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| Last Updated:: 22/12/2017

Rajasthan biologist discovers rare plant after 142 years at Arunachal Park










In a rare discovery, a plant considered critically endangered and even possibly extinct in the country has been found in Arunachal Pradesh. Ceropegia Lucida, a perennial and extensive twinning herb, was rediscovered after a span of 142 years in the protected Namdapha Tiger Reserve of Arunachal Pradesh by a conservation biologist from Rajasthan. 



"While conducting a survey at Namdapha National Park in Arunachal Pradesh, specimens of Ceropegia were found and photographed. After consulting the protologue and relevant literature, they have been identified as Ceropegia Lucida. The plant has been rediscovered after a gap of 142 years. The existence of the plant forms an addition to the flora of Arunachal Pradesh," said Dharmendra Khandal, conservation biologist, Tiger Watch, an NGO. 



The discovery has been published in the 'Current Science' journal. The last time this species was reported was from Sikkim in 1874. The specimen (King 2430) is available at the central national herbarium of the Botanical Survey of India in Kolkata, West Bengal, he said.



According to the scientific paper in Current Science, the genus, Ceropegia L, is represented by 244 taxa (groups of a species) worldwide. It was distributed in the 'old world' in places ranging from southeast Asia, India, Madagascar, tropical Arabia, Canary Islands and Africa, except the Mediterranean region, New Guinea and northern Australia.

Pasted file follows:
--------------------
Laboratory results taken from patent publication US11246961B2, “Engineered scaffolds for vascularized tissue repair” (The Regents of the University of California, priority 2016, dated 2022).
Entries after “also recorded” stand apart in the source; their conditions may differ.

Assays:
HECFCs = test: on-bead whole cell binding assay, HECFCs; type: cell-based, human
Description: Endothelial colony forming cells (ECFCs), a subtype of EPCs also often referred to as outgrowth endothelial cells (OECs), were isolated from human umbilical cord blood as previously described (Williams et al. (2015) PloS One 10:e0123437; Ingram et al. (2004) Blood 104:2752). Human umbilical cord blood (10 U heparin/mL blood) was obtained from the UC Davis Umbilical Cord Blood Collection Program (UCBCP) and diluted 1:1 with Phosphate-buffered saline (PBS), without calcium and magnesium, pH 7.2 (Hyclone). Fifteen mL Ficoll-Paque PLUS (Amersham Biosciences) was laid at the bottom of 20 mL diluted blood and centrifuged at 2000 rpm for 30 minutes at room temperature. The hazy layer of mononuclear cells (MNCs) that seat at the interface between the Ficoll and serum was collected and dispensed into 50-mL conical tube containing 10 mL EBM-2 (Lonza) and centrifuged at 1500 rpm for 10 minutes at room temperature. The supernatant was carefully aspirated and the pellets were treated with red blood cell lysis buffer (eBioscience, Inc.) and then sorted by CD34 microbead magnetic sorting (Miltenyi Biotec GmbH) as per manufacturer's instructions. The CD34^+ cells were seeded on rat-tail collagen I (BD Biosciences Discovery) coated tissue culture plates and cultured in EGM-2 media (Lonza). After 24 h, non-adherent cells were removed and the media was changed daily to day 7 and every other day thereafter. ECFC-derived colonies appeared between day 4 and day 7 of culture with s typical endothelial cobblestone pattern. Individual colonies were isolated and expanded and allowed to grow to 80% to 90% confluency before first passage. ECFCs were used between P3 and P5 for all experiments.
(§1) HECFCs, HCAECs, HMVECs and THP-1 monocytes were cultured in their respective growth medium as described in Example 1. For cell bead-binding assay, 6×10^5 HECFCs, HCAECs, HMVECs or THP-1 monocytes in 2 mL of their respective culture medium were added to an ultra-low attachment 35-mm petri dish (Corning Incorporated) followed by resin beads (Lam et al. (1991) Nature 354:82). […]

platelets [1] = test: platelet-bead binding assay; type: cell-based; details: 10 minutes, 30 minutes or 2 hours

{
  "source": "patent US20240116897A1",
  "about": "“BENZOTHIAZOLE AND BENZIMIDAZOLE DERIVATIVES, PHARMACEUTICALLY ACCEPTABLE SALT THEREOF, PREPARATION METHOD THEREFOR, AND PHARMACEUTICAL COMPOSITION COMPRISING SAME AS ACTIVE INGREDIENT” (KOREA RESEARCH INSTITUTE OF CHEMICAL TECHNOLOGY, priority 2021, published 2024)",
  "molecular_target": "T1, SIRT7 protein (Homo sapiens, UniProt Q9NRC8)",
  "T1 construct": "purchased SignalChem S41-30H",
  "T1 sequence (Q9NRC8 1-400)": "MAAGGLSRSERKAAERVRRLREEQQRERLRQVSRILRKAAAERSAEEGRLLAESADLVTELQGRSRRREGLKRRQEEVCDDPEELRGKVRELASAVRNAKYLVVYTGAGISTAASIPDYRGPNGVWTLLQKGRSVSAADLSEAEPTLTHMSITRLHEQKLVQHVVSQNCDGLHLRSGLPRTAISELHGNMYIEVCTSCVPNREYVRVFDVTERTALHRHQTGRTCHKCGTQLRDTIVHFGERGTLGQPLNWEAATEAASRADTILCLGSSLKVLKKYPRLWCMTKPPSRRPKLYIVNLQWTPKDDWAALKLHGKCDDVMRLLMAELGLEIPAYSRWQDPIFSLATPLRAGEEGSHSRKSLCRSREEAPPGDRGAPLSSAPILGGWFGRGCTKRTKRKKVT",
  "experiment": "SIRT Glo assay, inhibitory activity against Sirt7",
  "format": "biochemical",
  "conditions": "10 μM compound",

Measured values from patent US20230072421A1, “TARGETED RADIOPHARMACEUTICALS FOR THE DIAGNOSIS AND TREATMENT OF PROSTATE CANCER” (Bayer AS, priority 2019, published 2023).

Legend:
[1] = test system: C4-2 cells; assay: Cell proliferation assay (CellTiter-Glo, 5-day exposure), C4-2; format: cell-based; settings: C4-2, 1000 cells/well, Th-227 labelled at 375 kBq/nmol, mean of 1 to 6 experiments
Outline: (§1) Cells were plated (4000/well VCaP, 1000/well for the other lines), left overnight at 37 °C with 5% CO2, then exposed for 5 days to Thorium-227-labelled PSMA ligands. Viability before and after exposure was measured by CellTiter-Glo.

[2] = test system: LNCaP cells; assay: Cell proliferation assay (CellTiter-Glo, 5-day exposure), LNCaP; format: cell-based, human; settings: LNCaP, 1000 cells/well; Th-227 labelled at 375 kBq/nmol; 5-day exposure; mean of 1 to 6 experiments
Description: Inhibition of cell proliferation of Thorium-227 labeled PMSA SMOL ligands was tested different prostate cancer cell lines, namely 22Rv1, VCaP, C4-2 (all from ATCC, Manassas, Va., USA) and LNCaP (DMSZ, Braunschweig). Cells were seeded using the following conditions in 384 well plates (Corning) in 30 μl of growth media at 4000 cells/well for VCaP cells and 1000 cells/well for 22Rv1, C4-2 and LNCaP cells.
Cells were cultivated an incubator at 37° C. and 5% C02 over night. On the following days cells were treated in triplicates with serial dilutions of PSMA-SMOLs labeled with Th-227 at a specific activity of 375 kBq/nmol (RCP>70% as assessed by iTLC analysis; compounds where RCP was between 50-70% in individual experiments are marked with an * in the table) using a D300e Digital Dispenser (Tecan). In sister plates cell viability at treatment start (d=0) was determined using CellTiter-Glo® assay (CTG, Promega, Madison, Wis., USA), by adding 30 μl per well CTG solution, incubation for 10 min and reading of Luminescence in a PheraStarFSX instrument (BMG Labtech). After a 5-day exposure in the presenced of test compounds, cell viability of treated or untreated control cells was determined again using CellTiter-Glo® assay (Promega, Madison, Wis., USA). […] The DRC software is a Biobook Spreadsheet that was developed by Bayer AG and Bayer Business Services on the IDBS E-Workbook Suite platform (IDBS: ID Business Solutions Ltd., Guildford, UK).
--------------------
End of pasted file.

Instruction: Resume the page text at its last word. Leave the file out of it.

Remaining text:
Majority of Ceropegia species are rare 



There are 59 taxa (groups) of Ceropegia in India. Majority of the Ceropegia species are rare and Lucida is a perennial, extensive twinning herb. The stem is smooth and has sparse hairs. Other than Arunachal Pradesh, it has been reported from Meghalaya, Sikkim, Assam, Bangladesh, Burma, Malaysia and Thailand. The specific epithet, Lucida, has been given due to the bright green coloured leaves of the species. 



Endorsing the finding, Dr S S Hamid, senior scientist, who works on the conservation of rare and endangered species at the Botanical Survey of India, Kolkata, said, "We are living in an age of vanishing forests and the wild. From the conservation point of view, the rediscovery after 142 years is great news. It also brings hope as the species, which we so far thought was extinct, is still alive." 








Source: The Times of India